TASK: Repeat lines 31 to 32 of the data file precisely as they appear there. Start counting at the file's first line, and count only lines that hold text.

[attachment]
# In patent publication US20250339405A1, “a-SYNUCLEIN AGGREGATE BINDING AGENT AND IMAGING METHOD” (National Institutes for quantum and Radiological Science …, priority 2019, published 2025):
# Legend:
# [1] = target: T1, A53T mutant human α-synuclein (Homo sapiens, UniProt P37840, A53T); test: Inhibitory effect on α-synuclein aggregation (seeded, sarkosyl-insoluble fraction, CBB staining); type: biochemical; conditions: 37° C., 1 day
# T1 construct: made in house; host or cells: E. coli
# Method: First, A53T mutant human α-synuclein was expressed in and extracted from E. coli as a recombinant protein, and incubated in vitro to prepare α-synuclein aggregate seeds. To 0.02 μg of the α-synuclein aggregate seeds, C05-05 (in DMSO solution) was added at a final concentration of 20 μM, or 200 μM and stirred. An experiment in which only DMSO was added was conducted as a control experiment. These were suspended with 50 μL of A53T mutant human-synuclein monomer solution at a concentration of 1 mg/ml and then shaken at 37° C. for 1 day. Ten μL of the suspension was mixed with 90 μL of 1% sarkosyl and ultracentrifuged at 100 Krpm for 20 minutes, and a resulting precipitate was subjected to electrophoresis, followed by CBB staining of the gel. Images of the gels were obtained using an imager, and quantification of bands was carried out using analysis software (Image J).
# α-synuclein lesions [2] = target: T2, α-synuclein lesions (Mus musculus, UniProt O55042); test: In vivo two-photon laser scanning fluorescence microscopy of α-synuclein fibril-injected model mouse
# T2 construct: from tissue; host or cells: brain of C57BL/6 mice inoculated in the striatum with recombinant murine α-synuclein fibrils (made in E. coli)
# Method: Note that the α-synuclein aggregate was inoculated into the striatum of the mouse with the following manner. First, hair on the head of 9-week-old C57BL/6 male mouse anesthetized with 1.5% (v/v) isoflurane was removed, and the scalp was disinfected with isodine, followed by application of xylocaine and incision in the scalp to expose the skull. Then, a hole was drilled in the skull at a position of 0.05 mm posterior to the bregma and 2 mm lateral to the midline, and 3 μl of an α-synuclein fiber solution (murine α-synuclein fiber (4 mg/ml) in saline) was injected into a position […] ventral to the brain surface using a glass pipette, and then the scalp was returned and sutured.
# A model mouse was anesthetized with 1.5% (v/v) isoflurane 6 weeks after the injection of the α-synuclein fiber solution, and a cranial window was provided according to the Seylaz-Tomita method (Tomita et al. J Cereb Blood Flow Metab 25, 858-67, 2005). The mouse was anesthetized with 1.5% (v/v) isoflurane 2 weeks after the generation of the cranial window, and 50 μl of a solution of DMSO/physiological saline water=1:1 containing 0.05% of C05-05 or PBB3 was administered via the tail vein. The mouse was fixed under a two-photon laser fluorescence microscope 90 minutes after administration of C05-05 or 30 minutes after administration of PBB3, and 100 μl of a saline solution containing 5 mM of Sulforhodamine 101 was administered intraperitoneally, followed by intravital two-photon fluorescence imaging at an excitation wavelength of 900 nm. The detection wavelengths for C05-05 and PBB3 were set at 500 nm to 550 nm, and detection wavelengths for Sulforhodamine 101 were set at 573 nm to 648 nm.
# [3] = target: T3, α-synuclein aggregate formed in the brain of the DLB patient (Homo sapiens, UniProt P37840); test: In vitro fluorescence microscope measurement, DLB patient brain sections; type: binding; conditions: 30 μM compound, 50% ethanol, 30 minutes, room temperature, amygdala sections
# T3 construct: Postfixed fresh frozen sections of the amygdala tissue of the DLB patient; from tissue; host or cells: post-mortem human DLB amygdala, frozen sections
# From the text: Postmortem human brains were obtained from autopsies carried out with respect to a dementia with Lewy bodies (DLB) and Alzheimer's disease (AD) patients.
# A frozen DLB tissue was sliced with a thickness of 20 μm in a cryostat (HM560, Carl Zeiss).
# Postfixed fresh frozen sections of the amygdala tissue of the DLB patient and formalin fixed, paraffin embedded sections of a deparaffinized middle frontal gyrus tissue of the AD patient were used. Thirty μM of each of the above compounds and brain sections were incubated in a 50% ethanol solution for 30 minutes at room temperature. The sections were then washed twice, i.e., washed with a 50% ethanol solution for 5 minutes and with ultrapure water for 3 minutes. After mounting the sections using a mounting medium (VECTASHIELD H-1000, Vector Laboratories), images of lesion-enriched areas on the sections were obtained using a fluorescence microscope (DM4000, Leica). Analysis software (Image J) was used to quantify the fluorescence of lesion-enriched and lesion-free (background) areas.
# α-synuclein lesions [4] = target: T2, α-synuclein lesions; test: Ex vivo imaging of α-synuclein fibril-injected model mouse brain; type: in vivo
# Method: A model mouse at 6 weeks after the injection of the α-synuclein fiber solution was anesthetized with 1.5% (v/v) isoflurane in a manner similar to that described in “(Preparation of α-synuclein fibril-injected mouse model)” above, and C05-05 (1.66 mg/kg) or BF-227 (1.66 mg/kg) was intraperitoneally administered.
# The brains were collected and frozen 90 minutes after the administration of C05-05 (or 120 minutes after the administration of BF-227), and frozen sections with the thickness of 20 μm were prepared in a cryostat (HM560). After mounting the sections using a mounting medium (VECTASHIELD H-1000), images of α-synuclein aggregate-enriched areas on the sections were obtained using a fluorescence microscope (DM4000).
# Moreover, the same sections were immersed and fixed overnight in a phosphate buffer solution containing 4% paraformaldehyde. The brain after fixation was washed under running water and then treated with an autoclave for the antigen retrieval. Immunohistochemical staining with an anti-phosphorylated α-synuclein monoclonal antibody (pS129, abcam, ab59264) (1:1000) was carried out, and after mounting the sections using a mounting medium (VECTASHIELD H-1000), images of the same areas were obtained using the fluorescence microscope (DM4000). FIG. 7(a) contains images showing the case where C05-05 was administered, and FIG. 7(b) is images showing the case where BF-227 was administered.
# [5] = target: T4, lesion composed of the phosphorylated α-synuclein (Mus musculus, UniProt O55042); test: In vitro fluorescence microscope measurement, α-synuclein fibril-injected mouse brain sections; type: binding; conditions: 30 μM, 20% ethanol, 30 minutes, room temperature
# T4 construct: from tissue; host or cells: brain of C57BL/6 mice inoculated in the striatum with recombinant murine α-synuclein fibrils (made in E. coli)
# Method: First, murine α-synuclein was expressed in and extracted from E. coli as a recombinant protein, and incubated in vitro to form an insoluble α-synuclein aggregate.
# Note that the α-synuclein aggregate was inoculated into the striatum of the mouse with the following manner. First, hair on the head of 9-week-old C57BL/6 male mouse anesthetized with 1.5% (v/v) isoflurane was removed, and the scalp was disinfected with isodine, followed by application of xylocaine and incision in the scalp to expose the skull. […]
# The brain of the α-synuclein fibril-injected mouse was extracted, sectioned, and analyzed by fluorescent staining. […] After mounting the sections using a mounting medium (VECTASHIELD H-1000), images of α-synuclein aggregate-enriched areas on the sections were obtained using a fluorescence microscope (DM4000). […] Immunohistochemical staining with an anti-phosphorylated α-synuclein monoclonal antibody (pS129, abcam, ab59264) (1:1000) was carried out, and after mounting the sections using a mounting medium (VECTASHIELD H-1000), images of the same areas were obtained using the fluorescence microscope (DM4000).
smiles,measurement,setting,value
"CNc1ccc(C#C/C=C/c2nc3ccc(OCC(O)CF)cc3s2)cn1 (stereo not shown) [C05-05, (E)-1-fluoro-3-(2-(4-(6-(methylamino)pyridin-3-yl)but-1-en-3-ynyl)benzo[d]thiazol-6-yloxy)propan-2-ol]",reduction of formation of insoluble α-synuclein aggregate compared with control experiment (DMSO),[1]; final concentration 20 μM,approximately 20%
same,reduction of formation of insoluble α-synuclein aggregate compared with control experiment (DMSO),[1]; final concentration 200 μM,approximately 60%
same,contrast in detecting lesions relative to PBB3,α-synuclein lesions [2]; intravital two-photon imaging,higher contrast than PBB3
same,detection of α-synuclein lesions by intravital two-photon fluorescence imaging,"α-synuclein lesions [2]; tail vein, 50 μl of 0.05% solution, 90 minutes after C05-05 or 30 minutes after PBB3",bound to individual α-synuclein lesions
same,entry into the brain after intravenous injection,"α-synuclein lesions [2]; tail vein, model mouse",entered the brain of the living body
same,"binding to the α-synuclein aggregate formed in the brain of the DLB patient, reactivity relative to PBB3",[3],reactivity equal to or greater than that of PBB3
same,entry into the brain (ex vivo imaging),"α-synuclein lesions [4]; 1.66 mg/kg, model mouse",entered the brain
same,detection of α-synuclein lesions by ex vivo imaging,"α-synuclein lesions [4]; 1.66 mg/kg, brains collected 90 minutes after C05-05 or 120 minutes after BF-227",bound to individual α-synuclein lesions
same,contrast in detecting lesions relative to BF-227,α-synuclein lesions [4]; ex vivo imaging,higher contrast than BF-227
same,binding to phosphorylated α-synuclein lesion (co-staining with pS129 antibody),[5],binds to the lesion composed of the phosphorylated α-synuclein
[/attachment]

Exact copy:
same,entry into the brain (ex vivo imaging),"α-synuclein lesions [4]; 1.66 mg/kg, model mouse",entered the brain
same,detection of α-synuclein lesions by ex vivo imaging,"α-synuclein lesions [4]; 1.66 mg/kg, brains collected 90 minutes after C05-05 or 120 minutes after BF-227",bound to individual α-synuclein lesions